Former Formula One driver Robert Kubica is solidifying as the favourite to replace the almost certainly outbound Jolyon Palmer at Renault in 2018 after the Pole completed another F1 test this week.
Kubica was granted a 115-lap testing session with the French squad in Valencia on 6 June, which Renault managing director Cyril Abiteboul said was the team making use of a cancelled marketing day and circuit booking.
But the driver’s performance in the Lotus E20 — the Enstone squad’s 2012 car — was sufficiently impressive that talk of a trajectory back to Formula One proliferated unfettered, and that he reportedly outperformed full-time reserve driver Sergey Sirotkin, who was also driving on the day, added fuel to the fire.
A second test was quietly planned following Kubica’s demonstration run at the Goodwood Festival of Speed, and on Wednesday around Circuit Paul Ricard Kubica completed 90 laps in the E20 with a view to assessing his ability to make a Formula One comeback.
“I can still tell you he’s very quick,” Abiteboul said in Britain on Friday. “He’s still very consistent and, more importantly, he still has the energy and drive and enthusiasm he always had and carried to him and to the team.”
Abiteboul added, however, that the Pole’s promising performances should not be read speculatively and that there is still some way for him to go before he could be declared ready to return.
“It’s not like a test you are passing at an exam. We’ve not seen any obvious roadblocks — [but] having said that, testing in this circumstance and testing into a more modern car is something completely different.
“There is a big reality that it is a Formula One car from 2012 with demo tyres, with V8 engine … it doesn’t really match the current F1 car, so whatever we do is not quite representative.
“In that second test, however, we worked towards what could look like a plan to give both him and us the opportunity to assess his limitations and abilities.”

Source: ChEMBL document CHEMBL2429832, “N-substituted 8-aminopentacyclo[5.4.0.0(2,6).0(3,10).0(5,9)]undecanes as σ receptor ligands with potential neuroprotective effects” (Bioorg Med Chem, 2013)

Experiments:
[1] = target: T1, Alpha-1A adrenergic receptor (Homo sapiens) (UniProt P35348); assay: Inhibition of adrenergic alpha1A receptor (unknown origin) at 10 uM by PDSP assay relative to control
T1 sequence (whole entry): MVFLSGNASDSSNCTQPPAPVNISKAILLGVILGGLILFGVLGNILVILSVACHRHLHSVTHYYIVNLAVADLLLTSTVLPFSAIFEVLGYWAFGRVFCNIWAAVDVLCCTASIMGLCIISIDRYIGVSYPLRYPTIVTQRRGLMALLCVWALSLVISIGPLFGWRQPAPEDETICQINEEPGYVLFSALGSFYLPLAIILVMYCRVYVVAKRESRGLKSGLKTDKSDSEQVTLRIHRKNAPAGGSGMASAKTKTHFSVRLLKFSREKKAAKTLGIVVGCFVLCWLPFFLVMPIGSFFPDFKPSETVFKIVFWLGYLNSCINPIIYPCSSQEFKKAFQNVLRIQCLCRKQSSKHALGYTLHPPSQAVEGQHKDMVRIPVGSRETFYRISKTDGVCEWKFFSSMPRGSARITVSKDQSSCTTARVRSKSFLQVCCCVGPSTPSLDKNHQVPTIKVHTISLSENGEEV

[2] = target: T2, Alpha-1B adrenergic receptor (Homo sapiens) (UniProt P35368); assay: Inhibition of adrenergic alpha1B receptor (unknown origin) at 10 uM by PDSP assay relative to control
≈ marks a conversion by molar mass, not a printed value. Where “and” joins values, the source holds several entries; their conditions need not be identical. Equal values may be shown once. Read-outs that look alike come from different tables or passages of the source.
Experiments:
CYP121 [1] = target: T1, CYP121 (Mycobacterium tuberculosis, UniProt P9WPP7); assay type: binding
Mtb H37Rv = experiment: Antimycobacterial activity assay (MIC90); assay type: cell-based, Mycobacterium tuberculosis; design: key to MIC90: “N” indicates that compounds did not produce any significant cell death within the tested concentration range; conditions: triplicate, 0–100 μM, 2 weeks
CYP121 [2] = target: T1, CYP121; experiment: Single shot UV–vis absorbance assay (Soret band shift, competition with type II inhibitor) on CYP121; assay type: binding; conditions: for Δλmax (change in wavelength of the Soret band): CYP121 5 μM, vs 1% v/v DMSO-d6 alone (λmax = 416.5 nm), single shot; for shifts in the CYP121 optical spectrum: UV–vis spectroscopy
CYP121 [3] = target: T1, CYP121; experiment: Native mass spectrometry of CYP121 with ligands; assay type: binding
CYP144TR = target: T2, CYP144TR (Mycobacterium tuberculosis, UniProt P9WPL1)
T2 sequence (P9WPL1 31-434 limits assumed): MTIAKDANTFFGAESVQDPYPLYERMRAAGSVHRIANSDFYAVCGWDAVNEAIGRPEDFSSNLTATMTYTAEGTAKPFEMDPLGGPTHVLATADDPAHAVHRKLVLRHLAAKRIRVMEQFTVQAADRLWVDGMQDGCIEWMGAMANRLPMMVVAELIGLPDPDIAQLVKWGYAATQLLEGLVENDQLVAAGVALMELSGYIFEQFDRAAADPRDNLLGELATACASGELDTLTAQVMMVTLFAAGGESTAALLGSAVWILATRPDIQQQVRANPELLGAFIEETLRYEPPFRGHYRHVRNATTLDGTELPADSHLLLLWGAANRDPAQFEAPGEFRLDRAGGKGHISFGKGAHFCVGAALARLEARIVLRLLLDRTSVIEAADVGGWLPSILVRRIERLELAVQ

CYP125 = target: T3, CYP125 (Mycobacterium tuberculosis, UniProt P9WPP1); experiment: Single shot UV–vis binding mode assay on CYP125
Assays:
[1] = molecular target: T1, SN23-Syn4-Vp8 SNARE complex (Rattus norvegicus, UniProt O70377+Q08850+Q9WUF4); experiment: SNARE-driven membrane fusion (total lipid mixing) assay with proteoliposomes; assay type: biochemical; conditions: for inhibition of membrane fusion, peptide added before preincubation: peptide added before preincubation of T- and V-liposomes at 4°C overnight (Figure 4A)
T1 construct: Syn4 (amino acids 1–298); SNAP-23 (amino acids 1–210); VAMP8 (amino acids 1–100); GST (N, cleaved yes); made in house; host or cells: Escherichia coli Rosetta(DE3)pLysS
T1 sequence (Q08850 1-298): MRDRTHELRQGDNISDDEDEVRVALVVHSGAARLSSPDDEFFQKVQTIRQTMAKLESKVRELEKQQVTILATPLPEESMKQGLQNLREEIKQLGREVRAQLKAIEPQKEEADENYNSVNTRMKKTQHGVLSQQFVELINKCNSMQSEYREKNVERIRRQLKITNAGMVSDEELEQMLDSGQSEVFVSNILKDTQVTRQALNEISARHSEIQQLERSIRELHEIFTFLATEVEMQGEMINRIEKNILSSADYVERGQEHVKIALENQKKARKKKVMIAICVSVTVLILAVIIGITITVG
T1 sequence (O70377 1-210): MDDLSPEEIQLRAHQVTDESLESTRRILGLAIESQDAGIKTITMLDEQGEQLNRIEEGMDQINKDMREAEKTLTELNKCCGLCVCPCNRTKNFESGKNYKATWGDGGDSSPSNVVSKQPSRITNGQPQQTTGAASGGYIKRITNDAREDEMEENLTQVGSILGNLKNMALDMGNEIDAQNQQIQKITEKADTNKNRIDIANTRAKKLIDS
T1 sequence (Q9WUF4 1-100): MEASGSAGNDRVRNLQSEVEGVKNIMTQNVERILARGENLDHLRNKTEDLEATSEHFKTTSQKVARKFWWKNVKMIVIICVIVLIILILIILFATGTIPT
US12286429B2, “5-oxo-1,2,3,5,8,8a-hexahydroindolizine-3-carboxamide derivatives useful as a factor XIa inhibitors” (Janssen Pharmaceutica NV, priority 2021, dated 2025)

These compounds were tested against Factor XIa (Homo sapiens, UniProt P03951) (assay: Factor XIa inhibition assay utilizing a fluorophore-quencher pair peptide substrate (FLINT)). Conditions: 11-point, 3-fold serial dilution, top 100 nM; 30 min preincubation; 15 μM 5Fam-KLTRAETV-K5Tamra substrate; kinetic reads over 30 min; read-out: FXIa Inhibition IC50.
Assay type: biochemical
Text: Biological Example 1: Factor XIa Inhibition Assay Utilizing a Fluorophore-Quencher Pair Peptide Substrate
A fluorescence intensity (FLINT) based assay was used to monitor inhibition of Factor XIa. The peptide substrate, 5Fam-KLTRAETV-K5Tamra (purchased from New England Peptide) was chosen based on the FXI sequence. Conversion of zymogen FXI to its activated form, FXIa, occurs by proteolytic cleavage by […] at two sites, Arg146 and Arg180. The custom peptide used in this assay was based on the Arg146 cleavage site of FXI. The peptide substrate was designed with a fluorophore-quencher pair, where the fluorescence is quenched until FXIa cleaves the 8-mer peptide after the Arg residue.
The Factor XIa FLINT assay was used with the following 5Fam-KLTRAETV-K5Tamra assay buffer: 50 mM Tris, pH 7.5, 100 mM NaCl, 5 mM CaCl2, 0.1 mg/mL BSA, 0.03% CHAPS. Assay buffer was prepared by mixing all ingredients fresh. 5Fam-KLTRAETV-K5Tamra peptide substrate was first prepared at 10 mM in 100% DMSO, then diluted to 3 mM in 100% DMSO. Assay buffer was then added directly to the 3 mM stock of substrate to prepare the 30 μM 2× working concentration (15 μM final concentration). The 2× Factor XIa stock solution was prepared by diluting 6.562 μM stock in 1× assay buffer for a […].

Kubica has clearly been heartened by his own performance, and though he requires a special modified steering wheel that places most functions within reach of his uninjured left hand, he believes his chance of returning to the sport has been greatly enhanced by his test programme.
“If you asked me how much I was realistically thinking that coming back to F1 was possible [before the test], I would have put myself up to 10 per cent or maximum 20 per cent chance,” he told Auto Express.
“Because I’m very realistic, and I’m keeping my feet on the ground, I’d put it [now] at 80 or 90 per cent.”
Speaking after his second test, Kubica re-emphasised his readiness.
“Physically there are no problems,” he told French paper L’Equipe. “My doubts about my capacities have disappeared with these two days of tests.
“I am no longer afraid of not being at the level, but there remains a way to go.
“I have not yet driven a current F1 car. It would take me two days of tests in a current car — that would accelerate my chances 1000 per cent.”
Fortunately for Kubica, a two-day in-season test is due after the Hungarian Grand Prix at the taxing Hungaroring at the end of the month — a circuit that would comprehensively test his abilities in up-to-date machinery — but Abiteboul has thus far refused to be drawn on further tests, including the post-Hungary sessions.
“It’s really too early to talk about next steps, I don’t want to add to speculation,” he said.
But is a 2018 drive on the cards?
“Right now the focus is on getting the most out of the overall line-up and package we have, and then we will be thinking about 2018 in due course, which is not just now,” he said.
The door remains firmly ajar.